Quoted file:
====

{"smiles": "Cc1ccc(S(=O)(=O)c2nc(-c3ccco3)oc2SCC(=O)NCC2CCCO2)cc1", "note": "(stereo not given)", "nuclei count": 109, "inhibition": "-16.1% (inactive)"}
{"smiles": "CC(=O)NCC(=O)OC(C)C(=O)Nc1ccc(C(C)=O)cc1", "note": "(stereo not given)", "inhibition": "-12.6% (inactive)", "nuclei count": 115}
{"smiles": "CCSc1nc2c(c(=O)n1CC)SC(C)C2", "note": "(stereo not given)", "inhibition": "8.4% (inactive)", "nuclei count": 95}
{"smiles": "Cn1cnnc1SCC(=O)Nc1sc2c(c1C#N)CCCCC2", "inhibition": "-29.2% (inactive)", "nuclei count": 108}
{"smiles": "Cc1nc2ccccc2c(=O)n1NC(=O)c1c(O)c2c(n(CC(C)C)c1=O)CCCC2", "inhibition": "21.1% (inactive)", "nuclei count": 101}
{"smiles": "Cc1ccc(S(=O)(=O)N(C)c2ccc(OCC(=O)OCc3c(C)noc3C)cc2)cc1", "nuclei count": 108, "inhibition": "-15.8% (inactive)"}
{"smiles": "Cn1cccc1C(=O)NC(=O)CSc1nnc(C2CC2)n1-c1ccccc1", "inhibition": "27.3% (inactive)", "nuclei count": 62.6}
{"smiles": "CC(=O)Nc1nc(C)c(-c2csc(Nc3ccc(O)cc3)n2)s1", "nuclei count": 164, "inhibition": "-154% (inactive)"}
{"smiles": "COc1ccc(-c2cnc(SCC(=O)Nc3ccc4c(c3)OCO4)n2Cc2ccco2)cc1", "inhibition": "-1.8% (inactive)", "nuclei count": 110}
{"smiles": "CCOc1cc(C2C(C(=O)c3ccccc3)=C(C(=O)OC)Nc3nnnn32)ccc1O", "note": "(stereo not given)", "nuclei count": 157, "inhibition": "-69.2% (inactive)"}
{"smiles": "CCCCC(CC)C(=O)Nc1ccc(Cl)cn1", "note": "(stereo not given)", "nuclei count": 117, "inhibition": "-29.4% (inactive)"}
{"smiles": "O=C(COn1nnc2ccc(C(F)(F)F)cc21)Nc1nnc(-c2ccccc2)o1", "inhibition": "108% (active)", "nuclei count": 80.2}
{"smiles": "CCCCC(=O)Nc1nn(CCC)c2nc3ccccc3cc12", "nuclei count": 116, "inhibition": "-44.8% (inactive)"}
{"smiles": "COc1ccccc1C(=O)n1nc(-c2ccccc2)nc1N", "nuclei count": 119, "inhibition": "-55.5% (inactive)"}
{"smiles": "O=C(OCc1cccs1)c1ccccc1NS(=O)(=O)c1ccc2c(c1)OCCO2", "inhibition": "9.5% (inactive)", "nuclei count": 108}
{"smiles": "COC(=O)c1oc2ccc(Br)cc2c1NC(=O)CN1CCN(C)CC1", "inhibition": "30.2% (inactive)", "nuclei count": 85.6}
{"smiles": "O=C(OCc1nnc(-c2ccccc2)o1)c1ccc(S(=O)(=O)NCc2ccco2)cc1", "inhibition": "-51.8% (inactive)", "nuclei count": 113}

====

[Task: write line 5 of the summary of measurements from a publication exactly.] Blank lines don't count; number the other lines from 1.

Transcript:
{"smiles": "Cc1nc2ccccc2c(=O)n1NC(=O)c1c(O)c2c(n(CC(C)C)c1=O)CCCC2", "inhibition": "21.1% (inactive)", "nuclei count": 101}